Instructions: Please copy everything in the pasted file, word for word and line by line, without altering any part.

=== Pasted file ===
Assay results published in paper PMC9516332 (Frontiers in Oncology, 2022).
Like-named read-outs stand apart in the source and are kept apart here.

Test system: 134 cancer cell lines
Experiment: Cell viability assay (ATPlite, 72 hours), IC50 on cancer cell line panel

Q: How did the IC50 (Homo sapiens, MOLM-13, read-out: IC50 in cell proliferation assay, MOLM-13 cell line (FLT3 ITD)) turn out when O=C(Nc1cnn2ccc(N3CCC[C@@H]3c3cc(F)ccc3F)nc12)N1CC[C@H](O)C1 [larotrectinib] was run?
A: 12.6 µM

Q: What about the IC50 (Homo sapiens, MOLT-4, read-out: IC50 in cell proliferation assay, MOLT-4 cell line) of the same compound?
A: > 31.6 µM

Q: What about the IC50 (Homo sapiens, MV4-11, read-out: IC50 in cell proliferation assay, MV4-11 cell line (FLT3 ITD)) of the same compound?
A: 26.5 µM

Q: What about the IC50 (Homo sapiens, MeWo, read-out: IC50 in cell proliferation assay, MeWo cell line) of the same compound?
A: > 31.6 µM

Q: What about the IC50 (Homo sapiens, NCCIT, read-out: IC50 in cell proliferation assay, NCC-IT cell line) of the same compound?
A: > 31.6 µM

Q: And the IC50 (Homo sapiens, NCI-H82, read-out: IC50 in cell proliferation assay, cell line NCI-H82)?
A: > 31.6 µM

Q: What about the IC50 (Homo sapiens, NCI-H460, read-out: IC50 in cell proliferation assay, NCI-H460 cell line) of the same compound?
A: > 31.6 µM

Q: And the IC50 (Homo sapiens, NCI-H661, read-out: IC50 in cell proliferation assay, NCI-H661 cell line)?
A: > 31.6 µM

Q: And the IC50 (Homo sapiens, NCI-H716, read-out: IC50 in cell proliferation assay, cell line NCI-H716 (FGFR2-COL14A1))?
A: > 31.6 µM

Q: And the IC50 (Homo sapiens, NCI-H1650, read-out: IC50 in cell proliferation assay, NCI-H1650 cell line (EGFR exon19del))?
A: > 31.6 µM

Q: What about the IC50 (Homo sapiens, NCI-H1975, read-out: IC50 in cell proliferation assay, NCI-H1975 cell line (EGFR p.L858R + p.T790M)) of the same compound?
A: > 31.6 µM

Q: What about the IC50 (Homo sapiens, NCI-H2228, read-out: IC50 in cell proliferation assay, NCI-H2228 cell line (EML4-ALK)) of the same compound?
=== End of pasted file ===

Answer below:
Assay results published in paper PMC9516332 (Frontiers in Oncology, 2022).
Like-named read-outs stand apart in the source and are kept apart here.

Test system: 134 cancer cell lines
Experiment: Cell viability assay (ATPlite, 72 hours), IC50 on cancer cell line panel

Q: How did the IC50 (Homo sapiens, MOLM-13, read-out: IC50 in cell proliferation assay, MOLM-13 cell line (FLT3 ITD)) turn out when O=C(Nc1cnn2ccc(N3CCC[C@@H]3c3cc(F)ccc3F)nc12)N1CC[C@H](O)C1 [larotrectinib] was run?
A: 12.6 µM

Q: What about the IC50 (Homo sapiens, MOLT-4, read-out: IC50 in cell proliferation assay, MOLT-4 cell line) of the same compound?
A: > 31.6 µM

Q: What about the IC50 (Homo sapiens, MV4-11, read-out: IC50 in cell proliferation assay, MV4-11 cell line (FLT3 ITD)) of the same compound?
A: 26.5 µM

Q: What about the IC50 (Homo sapiens, MeWo, read-out: IC50 in cell proliferation assay, MeWo cell line) of the same compound?
A: > 31.6 µM

Q: What about the IC50 (Homo sapiens, NCCIT, read-out: IC50 in cell proliferation assay, NCC-IT cell line) of the same compound?
A: > 31.6 µM

Q: And the IC50 (Homo sapiens, NCI-H82, read-out: IC50 in cell proliferation assay, cell line NCI-H82)?
A: > 31.6 µM

Q: What about the IC50 (Homo sapiens, NCI-H460, read-out: IC50 in cell proliferation assay, NCI-H460 cell line) of the same compound?
A: > 31.6 µM

Q: And the IC50 (Homo sapiens, NCI-H661, read-out: IC50 in cell proliferation assay, NCI-H661 cell line)?
A: > 31.6 µM

Q: And the IC50 (Homo sapiens, NCI-H716, read-out: IC50 in cell proliferation assay, cell line NCI-H716 (FGFR2-COL14A1))?
A: > 31.6 µM

Q: And the IC50 (Homo sapiens, NCI-H1650, read-out: IC50 in cell proliferation assay, NCI-H1650 cell line (EGFR exon19del))?
A: > 31.6 µM

Q: What about the IC50 (Homo sapiens, NCI-H1975, read-out: IC50 in cell proliferation assay, NCI-H1975 cell line (EGFR p.L858R + p.T790M)) of the same compound?
A: > 31.6 µM

Q: What about the IC50 (Homo sapiens, NCI-H2228, read-out: IC50 in cell proliferation assay, NCI-H2228 cell line (EML4-ALK)) of the same compound?